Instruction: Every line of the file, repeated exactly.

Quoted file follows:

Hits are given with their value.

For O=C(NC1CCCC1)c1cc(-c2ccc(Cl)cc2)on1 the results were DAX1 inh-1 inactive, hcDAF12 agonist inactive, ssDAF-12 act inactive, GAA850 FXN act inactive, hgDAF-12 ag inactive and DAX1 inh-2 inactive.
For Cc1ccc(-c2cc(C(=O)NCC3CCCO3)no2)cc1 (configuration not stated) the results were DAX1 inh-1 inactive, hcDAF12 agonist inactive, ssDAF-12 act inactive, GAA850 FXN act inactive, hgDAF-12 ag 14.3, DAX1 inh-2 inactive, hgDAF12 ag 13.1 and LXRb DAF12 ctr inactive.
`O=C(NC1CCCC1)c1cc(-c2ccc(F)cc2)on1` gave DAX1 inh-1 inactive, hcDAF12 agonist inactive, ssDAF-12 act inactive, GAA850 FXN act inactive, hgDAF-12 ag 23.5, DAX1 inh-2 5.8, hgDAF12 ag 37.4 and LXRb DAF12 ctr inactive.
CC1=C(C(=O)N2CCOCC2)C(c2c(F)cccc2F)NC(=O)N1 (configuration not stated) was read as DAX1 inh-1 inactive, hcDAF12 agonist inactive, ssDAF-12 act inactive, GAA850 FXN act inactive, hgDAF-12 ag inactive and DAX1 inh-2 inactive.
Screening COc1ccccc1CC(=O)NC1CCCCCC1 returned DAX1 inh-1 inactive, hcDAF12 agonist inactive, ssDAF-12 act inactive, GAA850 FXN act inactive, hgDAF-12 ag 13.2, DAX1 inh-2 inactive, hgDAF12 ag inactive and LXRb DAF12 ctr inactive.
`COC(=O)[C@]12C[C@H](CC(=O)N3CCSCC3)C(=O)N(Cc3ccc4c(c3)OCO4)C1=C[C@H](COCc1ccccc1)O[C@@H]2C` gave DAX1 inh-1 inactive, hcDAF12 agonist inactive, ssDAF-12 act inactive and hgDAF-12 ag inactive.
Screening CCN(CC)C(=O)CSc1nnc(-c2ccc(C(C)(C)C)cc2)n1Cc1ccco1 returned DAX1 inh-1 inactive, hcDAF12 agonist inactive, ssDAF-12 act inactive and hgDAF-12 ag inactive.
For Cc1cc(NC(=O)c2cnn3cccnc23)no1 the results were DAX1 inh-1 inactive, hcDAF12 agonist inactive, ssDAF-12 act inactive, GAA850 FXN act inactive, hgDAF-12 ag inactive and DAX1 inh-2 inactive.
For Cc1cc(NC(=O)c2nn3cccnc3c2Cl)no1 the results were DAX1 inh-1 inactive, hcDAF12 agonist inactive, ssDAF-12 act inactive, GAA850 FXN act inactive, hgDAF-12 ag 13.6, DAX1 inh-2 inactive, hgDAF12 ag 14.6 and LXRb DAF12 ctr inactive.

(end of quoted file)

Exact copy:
Hits are given with their value.

For O=C(NC1CCCC1)c1cc(-c2ccc(Cl)cc2)on1 the results were DAX1 inh-1 inactive, hcDAF12 agonist inactive, ssDAF-12 act inactive, GAA850 FXN act inactive, hgDAF-12 ag inactive and DAX1 inh-2 inactive.
For Cc1ccc(-c2cc(C(=O)NCC3CCCO3)no2)cc1 (configuration not stated) the results were DAX1 inh-1 inactive, hcDAF12 agonist inactive, ssDAF-12 act inactive, GAA850 FXN act inactive, hgDAF-12 ag 14.3, DAX1 inh-2 inactive, hgDAF12 ag 13.1 and LXRb DAF12 ctr inactive.
`O=C(NC1CCCC1)c1cc(-c2ccc(F)cc2)on1` gave DAX1 inh-1 inactive, hcDAF12 agonist inactive, ssDAF-12 act inactive, GAA850 FXN act inactive, hgDAF-12 ag 23.5, DAX1 inh-2 5.8, hgDAF12 ag 37.4 and LXRb DAF12 ctr inactive.
CC1=C(C(=O)N2CCOCC2)C(c2c(F)cccc2F)NC(=O)N1 (configuration not stated) was read as DAX1 inh-1 inactive, hcDAF12 agonist inactive, ssDAF-12 act inactive, GAA850 FXN act inactive, hgDAF-12 ag inactive and DAX1 inh-2 inactive.
Screening COc1ccccc1CC(=O)NC1CCCCCC1 returned DAX1 inh-1 inactive, hcDAF12 agonist inactive, ssDAF-12 act inactive, GAA850 FXN act inactive, hgDAF-12 ag 13.2, DAX1 inh-2 inactive, hgDAF12 ag inactive and LXRb DAF12 ctr inactive.
`COC(=O)[C@]12C[C@H](CC(=O)N3CCSCC3)C(=O)N(Cc3ccc4c(c3)OCO4)C1=C[C@H](COCc1ccccc1)O[C@@H]2C` gave DAX1 inh-1 inactive, hcDAF12 agonist inactive, ssDAF-12 act inactive and hgDAF-12 ag inactive.
Screening CCN(CC)C(=O)CSc1nnc(-c2ccc(C(C)(C)C)cc2)n1Cc1ccco1 returned DAX1 inh-1 inactive, hcDAF12 agonist inactive, ssDAF-12 act inactive and hgDAF-12 ag inactive.
For Cc1cc(NC(=O)c2cnn3cccnc23)no1 the results were DAX1 inh-1 inactive, hcDAF12 agonist inactive, ssDAF-12 act inactive, GAA850 FXN act inactive, hgDAF-12 ag inactive and DAX1 inh-2 inactive.
For Cc1cc(NC(=O)c2nn3cccnc3c2Cl)no1 the results were DAX1 inh-1 inactive, hcDAF12 agonist inactive, ssDAF-12 act inactive, GAA850 FXN act inactive, hgDAF-12 ag 13.6, DAX1 inh-2 inactive, hgDAF12 ag 14.6 and LXRb DAF12 ctr inactive.